McConnell: GOP ready for debt-ceiling fight

Senate Minority Leader Mitch McConnell (R-Ky.) on Tuesday predicted a springtime fight will erupt over the debt ceiling because the GOP will make demands in exchange for increasing it. 

“I doubt if the House, or for that matter the Senate, is willing to give the president a clean debt-ceiling increase," McConnell, the top Republican in the Senate, said. "The debt ceiling legislation is a time that brings everyone together and gets the president’s attention."
 
McConnell was able to negotiate discretionary spending caps, including the automatic sequester spending cuts, as a condition of Congress raising the debt ceiling in 2011. In October he had less success in securing concessions from Democrats and the Obama administration in exchange for raising the debt ceiling through Feb. 7. The October deal, coming during an unpopular government shutdown, merely required an ObamaCare report on potential fraud.
 
The October experience is not detering the GOP from trying to use the must-pass legislation to try to rein in spending and the national debt. 
 
“I can’t imagine it being done clean. We’ll have to see what the House insists on," McConnell said. 
 
Already ObamaCare is reemerging as a possible flashpoint for the debt ceiling just as it was during the 16-day government shutdown.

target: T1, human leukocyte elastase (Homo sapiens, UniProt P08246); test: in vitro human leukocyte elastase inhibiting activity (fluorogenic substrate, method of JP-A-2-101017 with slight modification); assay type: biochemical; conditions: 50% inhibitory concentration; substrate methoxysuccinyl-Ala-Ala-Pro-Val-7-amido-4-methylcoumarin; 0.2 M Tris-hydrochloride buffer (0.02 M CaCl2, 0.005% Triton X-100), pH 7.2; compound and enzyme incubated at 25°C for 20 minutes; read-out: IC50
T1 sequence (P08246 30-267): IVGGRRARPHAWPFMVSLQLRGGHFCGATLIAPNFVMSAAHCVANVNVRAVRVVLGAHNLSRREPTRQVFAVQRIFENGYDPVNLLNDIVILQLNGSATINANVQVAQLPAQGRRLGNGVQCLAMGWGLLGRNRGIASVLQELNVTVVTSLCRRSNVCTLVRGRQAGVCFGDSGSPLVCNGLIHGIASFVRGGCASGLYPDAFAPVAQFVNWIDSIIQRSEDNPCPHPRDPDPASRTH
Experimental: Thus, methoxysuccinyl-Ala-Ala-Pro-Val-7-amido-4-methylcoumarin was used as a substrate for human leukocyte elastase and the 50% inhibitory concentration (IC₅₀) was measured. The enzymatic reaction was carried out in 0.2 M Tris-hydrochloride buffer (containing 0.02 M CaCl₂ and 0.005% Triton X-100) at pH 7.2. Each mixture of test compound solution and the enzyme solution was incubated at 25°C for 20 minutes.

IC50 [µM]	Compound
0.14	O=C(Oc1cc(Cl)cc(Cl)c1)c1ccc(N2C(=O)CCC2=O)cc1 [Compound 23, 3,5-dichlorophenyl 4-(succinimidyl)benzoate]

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Sen. Ron Johnson (R-Wis.) said Tuesday he wants to demand ObamaCare changes as a condition of raising the debt ceiling. He said giving individuals the legal right to keep their current insurance policies would be one option. 
 
"I'd love to take a look whether we can attach to the debt ceiling a piece of legislation to preserve freedom of choice in the healthcare system, or allow people to keep their employer-sponsored plans, which is going to be the next shoe to drop," he said.
 
Democrats say any talk of tying ObamaCare, tax reform or entitlement changes to the debt ceiling is an economically irresponsible attempt at blackmail.

"I think it's the height of irresponsibility and amnesia, forgetting the lessons they learned two months ago not to play those games with the American economy," Sen. Sherrod Brown (D-Ohio) said. 

He said President Obama was wrong to negotiate over the debt limit in 2011 and agree to the sequestration caps, and was right in October to refuse to pay a ransom for it being raised until Feb. 7.
 
"That precedent was set. It was a bad precedent then, it is a good precedent now," he added. 
 
The White House said this week that Obama is not willing to negotiate over the debt ceiling.